MLB Arizona Diamondbacks

Starlin Castro’s Defensive Struggles Continue; Position Change Imminent?

Heading into this season, one of the bigger issues facing Dale Sveum as he took over this Chicago Cubs squad was the defensive state of the club.

And by “the club”, I mainly mean Starlin Castro. Obviously the new front office regime attempted to upgrade the defense with some of their acquisitions, replacing Aramis Ramirez with Ian Stewart and bringing in David DeJesus to man left field.

But Castro’s defense has been held under a microscope since he’s been in the bigs. We know he has the bat, but the glove hasn’t really come with it. A position change was expected to be in Castro’s future before he even reached the Major League level.

In 2010, his first action with the Cubs, Castro committed 27 errors. That number jumped up to just a bit, to 29, in 2011. In 2010, most were of the fielding error variety, while in 2011 more of his errors came through throwing errors, which is where we’ve seen the issues with Castro this season.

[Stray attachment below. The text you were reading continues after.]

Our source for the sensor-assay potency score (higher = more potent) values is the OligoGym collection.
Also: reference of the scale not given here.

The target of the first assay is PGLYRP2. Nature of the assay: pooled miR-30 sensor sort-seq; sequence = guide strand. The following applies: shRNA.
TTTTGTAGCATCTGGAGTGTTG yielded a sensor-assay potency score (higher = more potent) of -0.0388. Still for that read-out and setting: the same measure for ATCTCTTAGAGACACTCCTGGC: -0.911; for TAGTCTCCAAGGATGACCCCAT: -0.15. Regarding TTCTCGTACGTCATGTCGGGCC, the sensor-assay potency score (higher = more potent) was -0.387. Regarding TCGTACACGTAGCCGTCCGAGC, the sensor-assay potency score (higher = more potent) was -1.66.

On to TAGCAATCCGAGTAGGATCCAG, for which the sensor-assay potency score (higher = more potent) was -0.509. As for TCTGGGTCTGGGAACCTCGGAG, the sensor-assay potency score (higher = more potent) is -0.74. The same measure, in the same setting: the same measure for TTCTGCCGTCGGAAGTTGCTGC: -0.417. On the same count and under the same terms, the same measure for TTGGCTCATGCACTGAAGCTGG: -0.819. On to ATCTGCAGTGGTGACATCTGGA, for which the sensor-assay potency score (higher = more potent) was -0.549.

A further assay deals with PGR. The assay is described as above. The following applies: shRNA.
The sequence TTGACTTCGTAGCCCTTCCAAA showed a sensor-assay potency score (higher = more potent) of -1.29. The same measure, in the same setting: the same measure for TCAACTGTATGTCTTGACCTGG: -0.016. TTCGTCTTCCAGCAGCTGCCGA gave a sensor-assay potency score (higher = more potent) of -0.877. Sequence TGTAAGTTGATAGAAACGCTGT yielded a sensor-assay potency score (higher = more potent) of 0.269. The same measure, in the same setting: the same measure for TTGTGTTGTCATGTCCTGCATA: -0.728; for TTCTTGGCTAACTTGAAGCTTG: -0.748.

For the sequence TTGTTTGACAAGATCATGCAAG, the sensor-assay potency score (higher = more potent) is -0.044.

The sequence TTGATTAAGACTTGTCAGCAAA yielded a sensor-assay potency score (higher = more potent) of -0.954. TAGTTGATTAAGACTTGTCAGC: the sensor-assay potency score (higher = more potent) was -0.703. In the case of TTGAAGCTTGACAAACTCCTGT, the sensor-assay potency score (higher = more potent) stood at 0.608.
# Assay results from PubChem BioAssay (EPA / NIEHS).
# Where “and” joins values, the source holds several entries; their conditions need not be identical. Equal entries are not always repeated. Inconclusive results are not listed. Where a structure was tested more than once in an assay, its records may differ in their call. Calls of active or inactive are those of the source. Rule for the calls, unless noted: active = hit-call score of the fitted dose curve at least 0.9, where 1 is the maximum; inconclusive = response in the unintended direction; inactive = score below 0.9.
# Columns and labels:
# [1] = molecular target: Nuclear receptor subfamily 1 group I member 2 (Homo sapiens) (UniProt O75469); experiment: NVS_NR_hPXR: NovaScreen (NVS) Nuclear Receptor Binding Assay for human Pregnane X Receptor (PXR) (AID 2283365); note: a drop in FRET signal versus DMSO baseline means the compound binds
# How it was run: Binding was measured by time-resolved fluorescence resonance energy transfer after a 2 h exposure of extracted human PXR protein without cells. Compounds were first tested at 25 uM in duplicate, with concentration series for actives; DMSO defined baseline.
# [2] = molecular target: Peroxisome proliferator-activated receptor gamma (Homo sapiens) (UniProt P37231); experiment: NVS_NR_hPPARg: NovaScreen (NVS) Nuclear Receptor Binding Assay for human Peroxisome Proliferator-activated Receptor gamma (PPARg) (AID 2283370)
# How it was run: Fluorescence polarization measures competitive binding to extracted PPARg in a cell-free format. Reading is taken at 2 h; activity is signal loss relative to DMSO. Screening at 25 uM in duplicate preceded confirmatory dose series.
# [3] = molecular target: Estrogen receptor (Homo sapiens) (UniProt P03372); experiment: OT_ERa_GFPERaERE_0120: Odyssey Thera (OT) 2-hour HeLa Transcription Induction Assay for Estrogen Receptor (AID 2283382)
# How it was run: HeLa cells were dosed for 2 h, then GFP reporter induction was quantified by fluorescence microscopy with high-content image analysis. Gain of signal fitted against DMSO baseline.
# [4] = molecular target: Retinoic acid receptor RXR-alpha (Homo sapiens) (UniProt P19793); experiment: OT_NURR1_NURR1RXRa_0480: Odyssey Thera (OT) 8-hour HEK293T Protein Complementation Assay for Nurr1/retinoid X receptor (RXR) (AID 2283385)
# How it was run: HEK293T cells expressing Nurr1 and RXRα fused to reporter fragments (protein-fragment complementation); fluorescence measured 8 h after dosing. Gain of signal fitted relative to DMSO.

Sveum, a former shortstop himself, spent extra time working with Castro this spring. The focus was on Castro coming to ground balls, rather than sitting back and waiting for them. Sitting back and waiting left Castro with less time to make the play, which is certainly likely to lead to more errors.

And in the spring, those adjustments worked. But with four errors in nine games this season, it’s clear that Starlin definitely needs to work more on that defense, especially if he is to remain at shortstop.

However, many don’t see his future there. It’s a possibility that we could see Castro move to second base at some point in his career, probably within the next couple of years. That’s especially if Darwin Barney proves to be nothing more than a stopgap player at the position.

I don’t think that a position change is something we’ll see this year, or even next year though.

Castro’s still young and has time to work on his game, especially with this Cubs team still a couple of years away from serious contention. But if Castro wants to take that next step and really be mentioned with the game’s elites, which his bat already is, he’s going to have to advance his game defensively.